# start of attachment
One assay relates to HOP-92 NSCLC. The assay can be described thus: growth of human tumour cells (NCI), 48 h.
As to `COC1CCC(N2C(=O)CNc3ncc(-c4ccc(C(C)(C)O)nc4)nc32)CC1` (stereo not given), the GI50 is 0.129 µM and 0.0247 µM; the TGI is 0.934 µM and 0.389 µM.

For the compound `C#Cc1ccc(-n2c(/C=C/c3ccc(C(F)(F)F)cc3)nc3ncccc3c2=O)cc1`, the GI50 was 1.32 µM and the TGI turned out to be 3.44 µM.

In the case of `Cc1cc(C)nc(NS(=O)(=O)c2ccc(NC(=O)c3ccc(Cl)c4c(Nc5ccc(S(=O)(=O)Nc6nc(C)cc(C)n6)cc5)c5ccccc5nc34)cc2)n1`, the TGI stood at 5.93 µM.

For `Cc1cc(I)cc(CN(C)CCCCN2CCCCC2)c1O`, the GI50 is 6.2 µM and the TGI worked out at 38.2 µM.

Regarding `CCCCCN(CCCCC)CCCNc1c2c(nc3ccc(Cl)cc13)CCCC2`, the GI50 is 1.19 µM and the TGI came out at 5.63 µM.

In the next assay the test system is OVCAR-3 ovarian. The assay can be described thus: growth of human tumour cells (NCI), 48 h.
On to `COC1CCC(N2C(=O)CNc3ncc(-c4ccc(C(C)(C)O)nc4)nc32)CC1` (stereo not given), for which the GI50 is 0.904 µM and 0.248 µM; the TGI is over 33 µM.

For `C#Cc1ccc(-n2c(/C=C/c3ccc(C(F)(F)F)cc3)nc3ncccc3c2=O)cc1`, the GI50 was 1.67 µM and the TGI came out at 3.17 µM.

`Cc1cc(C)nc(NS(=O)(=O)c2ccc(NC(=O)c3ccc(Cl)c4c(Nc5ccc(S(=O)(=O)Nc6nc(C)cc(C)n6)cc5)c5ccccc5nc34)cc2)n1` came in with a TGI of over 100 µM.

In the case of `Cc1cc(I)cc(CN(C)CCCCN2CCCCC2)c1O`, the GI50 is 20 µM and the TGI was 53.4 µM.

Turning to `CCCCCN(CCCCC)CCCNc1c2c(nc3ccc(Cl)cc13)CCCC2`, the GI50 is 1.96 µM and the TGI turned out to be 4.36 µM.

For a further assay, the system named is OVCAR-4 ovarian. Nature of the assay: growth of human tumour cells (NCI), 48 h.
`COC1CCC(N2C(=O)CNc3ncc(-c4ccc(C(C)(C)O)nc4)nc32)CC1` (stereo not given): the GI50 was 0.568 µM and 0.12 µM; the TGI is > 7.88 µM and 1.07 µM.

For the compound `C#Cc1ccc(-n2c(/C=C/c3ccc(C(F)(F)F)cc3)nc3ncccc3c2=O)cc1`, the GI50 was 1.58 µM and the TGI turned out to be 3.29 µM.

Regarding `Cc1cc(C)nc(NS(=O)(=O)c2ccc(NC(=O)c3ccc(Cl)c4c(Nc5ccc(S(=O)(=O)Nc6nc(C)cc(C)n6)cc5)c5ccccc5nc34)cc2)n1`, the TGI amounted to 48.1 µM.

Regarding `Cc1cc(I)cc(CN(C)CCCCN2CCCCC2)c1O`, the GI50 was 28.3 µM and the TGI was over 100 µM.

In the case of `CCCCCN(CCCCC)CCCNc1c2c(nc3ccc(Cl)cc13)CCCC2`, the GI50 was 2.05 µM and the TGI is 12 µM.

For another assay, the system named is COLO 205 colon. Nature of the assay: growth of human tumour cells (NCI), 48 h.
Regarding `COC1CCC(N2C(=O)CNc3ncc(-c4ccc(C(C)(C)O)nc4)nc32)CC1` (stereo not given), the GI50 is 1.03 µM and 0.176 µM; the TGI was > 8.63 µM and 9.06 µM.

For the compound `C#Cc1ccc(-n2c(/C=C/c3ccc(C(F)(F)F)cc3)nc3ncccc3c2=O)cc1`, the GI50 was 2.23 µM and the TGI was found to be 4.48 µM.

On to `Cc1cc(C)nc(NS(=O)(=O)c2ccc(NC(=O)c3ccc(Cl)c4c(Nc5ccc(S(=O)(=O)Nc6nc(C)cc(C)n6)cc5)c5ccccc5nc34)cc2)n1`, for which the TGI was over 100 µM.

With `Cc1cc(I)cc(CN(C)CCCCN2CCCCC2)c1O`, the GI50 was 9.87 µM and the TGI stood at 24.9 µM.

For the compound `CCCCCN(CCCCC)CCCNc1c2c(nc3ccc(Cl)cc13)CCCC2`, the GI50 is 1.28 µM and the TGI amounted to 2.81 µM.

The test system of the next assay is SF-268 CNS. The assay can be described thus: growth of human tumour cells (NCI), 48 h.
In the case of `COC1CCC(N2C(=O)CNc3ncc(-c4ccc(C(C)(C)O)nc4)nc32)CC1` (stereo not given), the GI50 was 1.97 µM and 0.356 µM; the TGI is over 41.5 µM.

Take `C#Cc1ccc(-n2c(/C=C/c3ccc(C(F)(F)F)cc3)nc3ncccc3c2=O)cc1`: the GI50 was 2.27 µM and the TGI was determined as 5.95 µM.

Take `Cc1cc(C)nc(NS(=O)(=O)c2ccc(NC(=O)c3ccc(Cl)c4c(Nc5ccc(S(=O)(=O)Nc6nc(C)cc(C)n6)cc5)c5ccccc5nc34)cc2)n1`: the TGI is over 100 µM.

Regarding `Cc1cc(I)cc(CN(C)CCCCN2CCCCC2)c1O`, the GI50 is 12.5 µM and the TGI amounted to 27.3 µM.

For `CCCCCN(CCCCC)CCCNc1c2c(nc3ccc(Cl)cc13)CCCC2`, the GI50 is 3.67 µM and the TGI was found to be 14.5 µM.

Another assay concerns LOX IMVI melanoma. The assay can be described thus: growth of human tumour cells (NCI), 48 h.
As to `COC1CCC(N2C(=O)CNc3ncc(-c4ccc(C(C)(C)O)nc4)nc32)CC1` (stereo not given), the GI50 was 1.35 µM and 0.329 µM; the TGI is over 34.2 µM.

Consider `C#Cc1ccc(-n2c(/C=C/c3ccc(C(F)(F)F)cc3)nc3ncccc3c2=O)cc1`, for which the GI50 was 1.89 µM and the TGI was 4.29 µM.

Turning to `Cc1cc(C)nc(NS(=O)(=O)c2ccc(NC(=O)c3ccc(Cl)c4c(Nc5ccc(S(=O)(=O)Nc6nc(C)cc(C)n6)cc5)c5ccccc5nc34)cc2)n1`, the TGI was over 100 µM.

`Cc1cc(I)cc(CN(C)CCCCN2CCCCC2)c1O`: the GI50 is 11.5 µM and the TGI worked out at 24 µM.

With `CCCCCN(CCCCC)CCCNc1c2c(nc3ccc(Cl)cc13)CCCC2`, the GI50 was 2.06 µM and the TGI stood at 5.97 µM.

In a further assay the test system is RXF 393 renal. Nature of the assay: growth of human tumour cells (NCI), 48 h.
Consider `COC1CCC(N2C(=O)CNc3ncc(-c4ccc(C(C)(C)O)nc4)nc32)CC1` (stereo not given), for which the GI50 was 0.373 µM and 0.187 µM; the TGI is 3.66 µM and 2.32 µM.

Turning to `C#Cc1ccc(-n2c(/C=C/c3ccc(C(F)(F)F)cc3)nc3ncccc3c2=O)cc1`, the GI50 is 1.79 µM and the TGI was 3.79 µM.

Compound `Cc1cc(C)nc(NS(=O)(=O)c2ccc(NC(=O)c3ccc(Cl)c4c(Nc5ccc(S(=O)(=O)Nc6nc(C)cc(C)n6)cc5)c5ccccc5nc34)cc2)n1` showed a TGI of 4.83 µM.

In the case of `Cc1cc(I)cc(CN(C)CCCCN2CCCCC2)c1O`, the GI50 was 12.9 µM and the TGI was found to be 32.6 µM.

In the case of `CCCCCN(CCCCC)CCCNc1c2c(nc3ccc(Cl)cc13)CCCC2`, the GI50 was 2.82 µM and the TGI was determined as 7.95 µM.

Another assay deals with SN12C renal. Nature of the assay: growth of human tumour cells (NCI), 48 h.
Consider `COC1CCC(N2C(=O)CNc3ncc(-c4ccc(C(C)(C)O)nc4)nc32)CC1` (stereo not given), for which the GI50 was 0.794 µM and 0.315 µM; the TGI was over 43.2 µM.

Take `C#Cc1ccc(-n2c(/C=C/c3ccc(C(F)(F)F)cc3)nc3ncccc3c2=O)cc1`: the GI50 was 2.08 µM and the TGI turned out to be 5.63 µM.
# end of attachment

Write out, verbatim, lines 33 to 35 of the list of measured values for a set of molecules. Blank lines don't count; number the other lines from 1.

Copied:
Consider `C#Cc1ccc(-n2c(/C=C/c3ccc(C(F)(F)F)cc3)nc3ncccc3c2=O)cc1`, for which the GI50 was 1.89 µM and the TGI was 4.29 µM.

Turning to `Cc1cc(C)nc(NS(=O)(=O)c2ccc(NC(=O)c3ccc(Cl)c4c(Nc5ccc(S(=O)(=O)Nc6nc(C)cc(C)n6)cc5)c5ccccc5nc34)cc2)n1`, the TGI was over 100 µM.

`Cc1cc(I)cc(CN(C)CCCCN2CCCCC2)c1O`: the GI50 is 11.5 µM and the TGI worked out at 24 µM.